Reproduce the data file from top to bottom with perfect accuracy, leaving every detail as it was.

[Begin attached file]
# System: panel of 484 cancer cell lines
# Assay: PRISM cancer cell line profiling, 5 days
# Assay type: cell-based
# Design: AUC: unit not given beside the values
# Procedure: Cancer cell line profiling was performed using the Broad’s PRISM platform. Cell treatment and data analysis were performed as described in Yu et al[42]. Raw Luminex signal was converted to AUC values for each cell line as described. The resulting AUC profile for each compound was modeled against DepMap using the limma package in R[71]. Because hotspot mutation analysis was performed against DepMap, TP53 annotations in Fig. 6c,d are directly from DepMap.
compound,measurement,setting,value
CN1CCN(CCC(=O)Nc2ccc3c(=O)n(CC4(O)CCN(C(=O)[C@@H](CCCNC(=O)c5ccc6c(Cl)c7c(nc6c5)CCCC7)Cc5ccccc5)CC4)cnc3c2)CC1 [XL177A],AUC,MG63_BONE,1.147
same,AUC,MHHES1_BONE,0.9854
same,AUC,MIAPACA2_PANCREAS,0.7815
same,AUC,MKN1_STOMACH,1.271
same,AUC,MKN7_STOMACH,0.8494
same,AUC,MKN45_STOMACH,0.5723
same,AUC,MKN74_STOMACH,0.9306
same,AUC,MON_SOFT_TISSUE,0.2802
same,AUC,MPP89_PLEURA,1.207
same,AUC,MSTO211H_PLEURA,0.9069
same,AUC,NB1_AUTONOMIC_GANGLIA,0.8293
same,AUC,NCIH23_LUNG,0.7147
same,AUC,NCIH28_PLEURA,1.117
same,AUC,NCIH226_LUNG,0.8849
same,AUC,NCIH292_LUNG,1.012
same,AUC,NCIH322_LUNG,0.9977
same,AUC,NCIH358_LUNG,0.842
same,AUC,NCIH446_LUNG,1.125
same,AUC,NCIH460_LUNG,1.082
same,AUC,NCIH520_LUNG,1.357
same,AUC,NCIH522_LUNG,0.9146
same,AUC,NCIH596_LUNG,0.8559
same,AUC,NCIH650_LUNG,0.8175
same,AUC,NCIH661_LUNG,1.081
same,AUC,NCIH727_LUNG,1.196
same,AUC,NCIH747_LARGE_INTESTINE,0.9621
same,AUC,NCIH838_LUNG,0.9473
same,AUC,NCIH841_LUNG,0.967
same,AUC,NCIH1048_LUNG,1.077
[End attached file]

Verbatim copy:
# System: panel of 484 cancer cell lines
# Assay: PRISM cancer cell line profiling, 5 days
# Assay type: cell-based
# Design: AUC: unit not given beside the values
# Procedure: Cancer cell line profiling was performed using the Broad’s PRISM platform. Cell treatment and data analysis were performed as described in Yu et al[42]. Raw Luminex signal was converted to AUC values for each cell line as described. The resulting AUC profile for each compound was modeled against DepMap using the limma package in R[71]. Because hotspot mutation analysis was performed against DepMap, TP53 annotations in Fig. 6c,d are directly from DepMap.
compound,measurement,setting,value
CN1CCN(CCC(=O)Nc2ccc3c(=O)n(CC4(O)CCN(C(=O)[C@@H](CCCNC(=O)c5ccc6c(Cl)c7c(nc6c5)CCCC7)Cc5ccccc5)CC4)cnc3c2)CC1 [XL177A],AUC,MG63_BONE,1.147
same,AUC,MHHES1_BONE,0.9854
same,AUC,MIAPACA2_PANCREAS,0.7815
same,AUC,MKN1_STOMACH,1.271
same,AUC,MKN7_STOMACH,0.8494
same,AUC,MKN45_STOMACH,0.5723
same,AUC,MKN74_STOMACH,0.9306
same,AUC,MON_SOFT_TISSUE,0.2802
same,AUC,MPP89_PLEURA,1.207
same,AUC,MSTO211H_PLEURA,0.9069
same,AUC,NB1_AUTONOMIC_GANGLIA,0.8293
same,AUC,NCIH23_LUNG,0.7147
same,AUC,NCIH28_PLEURA,1.117
same,AUC,NCIH226_LUNG,0.8849
same,AUC,NCIH292_LUNG,1.012
same,AUC,NCIH322_LUNG,0.9977
same,AUC,NCIH358_LUNG,0.842
same,AUC,NCIH446_LUNG,1.125
same,AUC,NCIH460_LUNG,1.082
same,AUC,NCIH520_LUNG,1.357
same,AUC,NCIH522_LUNG,0.9146
same,AUC,NCIH596_LUNG,0.8559
same,AUC,NCIH650_LUNG,0.8175
same,AUC,NCIH661_LUNG,1.081
same,AUC,NCIH727_LUNG,1.196
same,AUC,NCIH747_LARGE_INTESTINE,0.9621
same,AUC,NCIH838_LUNG,0.9473
same,AUC,NCIH841_LUNG,0.967
same,AUC,NCIH1048_LUNG,1.077